The winter blues seemed a thousand miles away as Coopers Brewery and the Rob Roy Hotel served up seemingly endless winning combinations of bountiful beer and fabulous food on Wednesday night, 14th June.
A journey into the past, present and future of beer awaited punters through the doors of the Rob Roy’s function room and, greeted with a deliciously bold amber ale, it was clear this was going to be a pilgrimage to remember.
Paired with a balsamic prawn and tomato crostini on arrival, the ‘Family Secrets’ Amber Ale served to amplify the seafood flavour while delivering its own sweet, malty delight on the palate.
The canapes were followed by an entrée of pork belly, potato mash and apple garnished with pureed, spiced capsicum.
Served alongside the pork, the ‘Brew A’ IPA is the brewery’s tribute to its founder, Thomas, and is a twist on his first ever brew circa 1862.
‘Brew A’ proved a fruitier, perhaps more session-able drop than its predecessor, complementing the sticky pork crackling and carrying a less complex savour.
Drinks continued to flow as the ales were introduced, and we were treated to stories of the brand’s trademark cloudy ale look, as well as the tale of Thomas Cooper, his two marriages and his 19—nope, not a typo—children.
Well, that’s one way to lay the foundations of a sustainable empire!
For the main course, two identical ales of different age were presented to accompany a wet aged scotch fillet steak on a bed of roast potatoes, herbed beans and topped with crispy onion rings.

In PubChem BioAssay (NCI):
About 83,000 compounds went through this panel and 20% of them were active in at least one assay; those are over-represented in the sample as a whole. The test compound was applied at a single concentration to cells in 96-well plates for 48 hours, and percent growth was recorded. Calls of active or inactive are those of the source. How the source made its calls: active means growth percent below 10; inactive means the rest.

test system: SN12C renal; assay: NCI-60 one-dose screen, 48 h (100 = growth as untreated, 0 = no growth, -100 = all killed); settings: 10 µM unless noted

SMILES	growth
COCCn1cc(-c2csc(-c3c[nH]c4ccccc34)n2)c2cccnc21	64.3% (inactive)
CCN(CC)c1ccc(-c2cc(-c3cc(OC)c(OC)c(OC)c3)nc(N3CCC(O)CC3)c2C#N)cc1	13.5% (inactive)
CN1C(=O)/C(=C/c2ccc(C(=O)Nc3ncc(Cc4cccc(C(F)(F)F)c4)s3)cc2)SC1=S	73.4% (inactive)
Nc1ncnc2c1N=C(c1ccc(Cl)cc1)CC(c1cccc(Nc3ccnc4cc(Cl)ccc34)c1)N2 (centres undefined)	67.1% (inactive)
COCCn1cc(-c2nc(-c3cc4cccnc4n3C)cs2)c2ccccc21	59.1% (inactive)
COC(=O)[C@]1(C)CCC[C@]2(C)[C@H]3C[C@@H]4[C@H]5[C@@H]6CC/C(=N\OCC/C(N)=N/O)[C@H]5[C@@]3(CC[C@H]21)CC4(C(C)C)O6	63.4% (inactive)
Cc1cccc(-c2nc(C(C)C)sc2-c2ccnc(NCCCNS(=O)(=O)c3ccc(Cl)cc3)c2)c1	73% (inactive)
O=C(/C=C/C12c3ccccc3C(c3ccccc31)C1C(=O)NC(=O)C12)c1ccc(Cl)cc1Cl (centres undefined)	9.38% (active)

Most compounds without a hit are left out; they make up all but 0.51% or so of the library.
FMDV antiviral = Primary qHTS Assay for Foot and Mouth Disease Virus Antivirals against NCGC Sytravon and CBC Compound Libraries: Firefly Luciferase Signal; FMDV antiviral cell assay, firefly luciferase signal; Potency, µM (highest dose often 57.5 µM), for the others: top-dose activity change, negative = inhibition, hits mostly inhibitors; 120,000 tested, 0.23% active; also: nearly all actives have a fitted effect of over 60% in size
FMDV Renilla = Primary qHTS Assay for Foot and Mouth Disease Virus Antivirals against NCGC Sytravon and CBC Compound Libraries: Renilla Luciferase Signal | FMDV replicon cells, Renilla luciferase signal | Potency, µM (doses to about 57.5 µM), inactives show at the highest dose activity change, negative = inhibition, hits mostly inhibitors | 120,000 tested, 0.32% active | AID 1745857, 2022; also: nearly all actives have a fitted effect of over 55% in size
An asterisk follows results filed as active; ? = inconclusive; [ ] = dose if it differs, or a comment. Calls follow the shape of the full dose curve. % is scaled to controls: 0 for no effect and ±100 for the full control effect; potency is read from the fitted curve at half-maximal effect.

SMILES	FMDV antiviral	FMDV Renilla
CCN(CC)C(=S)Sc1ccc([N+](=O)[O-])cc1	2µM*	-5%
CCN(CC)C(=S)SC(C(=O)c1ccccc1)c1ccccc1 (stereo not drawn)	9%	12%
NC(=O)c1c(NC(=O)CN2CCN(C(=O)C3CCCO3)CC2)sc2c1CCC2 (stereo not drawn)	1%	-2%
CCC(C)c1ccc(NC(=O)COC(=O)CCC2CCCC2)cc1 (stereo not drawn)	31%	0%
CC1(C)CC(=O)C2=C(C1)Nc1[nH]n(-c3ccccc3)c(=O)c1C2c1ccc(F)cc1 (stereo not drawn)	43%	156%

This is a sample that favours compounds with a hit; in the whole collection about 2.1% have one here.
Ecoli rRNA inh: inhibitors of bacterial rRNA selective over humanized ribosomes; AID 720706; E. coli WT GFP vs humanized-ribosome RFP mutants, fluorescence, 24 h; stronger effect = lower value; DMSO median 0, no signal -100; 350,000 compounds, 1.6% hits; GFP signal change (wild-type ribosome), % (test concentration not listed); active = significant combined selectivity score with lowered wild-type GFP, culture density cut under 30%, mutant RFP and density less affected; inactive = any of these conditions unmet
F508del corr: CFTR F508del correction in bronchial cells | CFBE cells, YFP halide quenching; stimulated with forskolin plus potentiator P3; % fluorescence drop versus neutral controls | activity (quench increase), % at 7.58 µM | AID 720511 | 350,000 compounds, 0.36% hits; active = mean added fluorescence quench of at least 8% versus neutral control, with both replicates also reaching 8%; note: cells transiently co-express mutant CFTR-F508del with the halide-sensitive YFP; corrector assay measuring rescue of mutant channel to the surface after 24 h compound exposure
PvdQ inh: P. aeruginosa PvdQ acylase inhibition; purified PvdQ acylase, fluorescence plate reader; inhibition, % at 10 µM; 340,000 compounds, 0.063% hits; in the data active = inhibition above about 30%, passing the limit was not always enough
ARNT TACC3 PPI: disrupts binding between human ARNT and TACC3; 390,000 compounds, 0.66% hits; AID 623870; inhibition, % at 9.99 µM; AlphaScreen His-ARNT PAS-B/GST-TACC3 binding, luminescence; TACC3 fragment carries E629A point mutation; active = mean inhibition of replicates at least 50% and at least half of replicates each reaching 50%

The Coopers Extra Strong Vintage Ale, 2013, and its younger brother, the current release 2016, attested to the fact that a little time can affect a great deal of change.
The 2013, poured from the very last keg of its kind, offered up a range of anomalistic flavours including toffee, caramel, walnut and even hints of some flavours akin to the products of a vineyard rather than a brewery.
Its spritelier sibling conveyed a bitter, slightly less rich taste, while still boasting similar, full-bodied flavours.
Not to be outdone by its liquid counterparts, though, the steak exploded on the palate in a mouth-melting moment of euphoria – salty and playful enough so as not to detract from the sweet, heavier notes from the beer.
As always, the time of night came around when one is so well fed that one dreads the dessert to come; however, a collective sigh of relief could probably heard outside on Halifax Street when the final course appeared.
Cheese platters rolled out, daintily and elegantly arranged with Maffra Cloth-wrapped Cheddar and La Vera Adel Blue cheese with walnuts, lavash, dried apricot and slivered pear.
Then came the biggest treat of the evening; dessert was paired with the eldest brother – the 2009 release Coopers Extra Strong Vintage Ale.
If the 2013 tasted different, the 2009 brought ‘different’ to a whole new—and possibly superior—level.
With daring aromas of chocolate, coffee and tobacco on top of all those from the two younger vintages, as well as enough sediment to feed a small family, the 2009 certainly earned its place as the dessert beer for the evening.
A mouth-watering, thick, sweet and soothing drop was the perfect way to finish a winter’s evening and provide enough warmth to last the cold journey home.